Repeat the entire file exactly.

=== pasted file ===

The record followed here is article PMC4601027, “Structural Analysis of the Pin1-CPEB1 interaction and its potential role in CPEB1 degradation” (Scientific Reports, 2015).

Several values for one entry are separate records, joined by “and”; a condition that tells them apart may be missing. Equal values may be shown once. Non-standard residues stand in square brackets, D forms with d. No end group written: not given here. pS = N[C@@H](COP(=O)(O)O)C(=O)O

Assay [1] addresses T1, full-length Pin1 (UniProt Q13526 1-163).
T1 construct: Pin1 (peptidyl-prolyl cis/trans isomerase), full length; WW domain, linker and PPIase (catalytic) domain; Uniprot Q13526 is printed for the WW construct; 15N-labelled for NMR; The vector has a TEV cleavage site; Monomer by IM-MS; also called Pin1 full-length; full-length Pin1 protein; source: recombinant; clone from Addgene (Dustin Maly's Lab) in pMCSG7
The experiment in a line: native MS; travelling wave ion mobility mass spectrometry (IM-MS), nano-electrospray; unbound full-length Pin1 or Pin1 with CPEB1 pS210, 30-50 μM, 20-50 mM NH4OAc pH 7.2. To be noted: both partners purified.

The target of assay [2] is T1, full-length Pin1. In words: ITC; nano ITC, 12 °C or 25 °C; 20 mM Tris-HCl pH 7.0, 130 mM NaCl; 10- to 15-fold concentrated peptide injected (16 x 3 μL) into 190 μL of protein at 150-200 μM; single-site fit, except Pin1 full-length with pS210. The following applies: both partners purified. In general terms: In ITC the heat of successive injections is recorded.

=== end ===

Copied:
The record followed here is article PMC4601027, “Structural Analysis of the Pin1-CPEB1 interaction and its potential role in CPEB1 degradation” (Scientific Reports, 2015).

Several values for one entry are separate records, joined by “and”; a condition that tells them apart may be missing. Equal values may be shown once. Non-standard residues stand in square brackets, D forms with d. No end group written: not given here. pS = N[C@@H](COP(=O)(O)O)C(=O)O

Assay [1] addresses T1, full-length Pin1 (UniProt Q13526 1-163).
T1 construct: Pin1 (peptidyl-prolyl cis/trans isomerase), full length; WW domain, linker and PPIase (catalytic) domain; Uniprot Q13526 is printed for the WW construct; 15N-labelled for NMR; The vector has a TEV cleavage site; Monomer by IM-MS; also called Pin1 full-length; full-length Pin1 protein; source: recombinant; clone from Addgene (Dustin Maly's Lab) in pMCSG7
The experiment in a line: native MS; travelling wave ion mobility mass spectrometry (IM-MS), nano-electrospray; unbound full-length Pin1 or Pin1 with CPEB1 pS210, 30-50 μM, 20-50 mM NH4OAc pH 7.2. To be noted: both partners purified.

The target of assay [2] is T1, full-length Pin1. In words: ITC; nano ITC, 12 °C or 25 °C; 20 mM Tris-HCl pH 7.0, 130 mM NaCl; 10- to 15-fold concentrated peptide injected (16 x 3 μL) into 190 μL of protein at 150-200 μM; single-site fit, except Pin1 full-length with pS210. The following applies: both partners purified. In general terms: In ITC the heat of successive injections is recorded.